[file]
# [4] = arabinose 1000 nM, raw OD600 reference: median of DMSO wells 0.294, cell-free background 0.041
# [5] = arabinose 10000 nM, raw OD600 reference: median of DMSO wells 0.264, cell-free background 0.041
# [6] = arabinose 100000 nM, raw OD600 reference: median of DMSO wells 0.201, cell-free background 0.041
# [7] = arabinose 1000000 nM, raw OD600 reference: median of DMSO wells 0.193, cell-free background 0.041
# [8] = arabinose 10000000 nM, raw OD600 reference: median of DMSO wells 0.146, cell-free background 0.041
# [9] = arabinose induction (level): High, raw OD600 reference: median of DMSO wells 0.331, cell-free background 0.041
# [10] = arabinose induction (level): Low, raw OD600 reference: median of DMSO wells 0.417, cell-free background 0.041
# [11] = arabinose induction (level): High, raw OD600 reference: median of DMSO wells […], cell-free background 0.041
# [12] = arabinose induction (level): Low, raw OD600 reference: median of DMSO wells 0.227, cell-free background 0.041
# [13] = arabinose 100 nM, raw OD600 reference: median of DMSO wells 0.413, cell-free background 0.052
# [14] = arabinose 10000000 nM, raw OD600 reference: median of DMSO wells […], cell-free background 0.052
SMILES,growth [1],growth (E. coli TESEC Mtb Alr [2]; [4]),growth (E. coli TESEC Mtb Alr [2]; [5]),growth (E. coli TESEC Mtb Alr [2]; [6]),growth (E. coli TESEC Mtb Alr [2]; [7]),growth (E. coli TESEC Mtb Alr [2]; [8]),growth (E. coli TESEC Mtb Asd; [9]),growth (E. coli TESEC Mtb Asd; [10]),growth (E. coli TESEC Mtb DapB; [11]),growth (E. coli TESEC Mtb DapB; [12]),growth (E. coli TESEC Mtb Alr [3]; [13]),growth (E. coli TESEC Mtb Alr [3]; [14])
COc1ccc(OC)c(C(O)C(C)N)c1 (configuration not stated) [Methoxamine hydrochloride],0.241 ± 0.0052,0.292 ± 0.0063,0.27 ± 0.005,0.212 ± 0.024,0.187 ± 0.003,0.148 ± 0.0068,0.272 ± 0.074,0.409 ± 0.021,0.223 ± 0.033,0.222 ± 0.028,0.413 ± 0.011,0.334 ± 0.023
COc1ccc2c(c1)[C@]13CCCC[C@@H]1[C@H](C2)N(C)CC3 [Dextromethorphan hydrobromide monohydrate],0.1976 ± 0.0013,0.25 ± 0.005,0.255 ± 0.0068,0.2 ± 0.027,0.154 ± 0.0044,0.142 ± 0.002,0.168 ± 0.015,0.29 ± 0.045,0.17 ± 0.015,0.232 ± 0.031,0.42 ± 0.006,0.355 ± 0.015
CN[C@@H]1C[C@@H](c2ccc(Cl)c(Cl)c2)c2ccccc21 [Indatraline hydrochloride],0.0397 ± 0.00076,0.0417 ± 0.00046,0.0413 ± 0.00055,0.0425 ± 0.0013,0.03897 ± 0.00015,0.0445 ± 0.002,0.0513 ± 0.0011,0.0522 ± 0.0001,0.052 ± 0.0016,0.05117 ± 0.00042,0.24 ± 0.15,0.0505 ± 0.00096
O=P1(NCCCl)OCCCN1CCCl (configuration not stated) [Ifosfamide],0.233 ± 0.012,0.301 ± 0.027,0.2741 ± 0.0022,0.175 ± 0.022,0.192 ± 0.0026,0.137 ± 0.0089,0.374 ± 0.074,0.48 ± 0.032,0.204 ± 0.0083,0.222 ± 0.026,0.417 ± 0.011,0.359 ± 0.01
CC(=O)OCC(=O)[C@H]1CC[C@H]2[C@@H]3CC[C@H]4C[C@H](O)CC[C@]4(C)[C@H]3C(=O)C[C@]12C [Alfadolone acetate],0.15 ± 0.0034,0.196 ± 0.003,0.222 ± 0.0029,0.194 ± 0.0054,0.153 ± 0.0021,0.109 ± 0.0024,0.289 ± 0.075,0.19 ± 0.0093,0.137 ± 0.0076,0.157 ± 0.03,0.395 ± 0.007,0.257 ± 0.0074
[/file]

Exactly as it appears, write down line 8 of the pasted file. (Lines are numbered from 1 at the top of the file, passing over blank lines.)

# [11] = arabinose induction (level): High, raw OD600 reference: median of DMSO wells […], cell-free background 0.041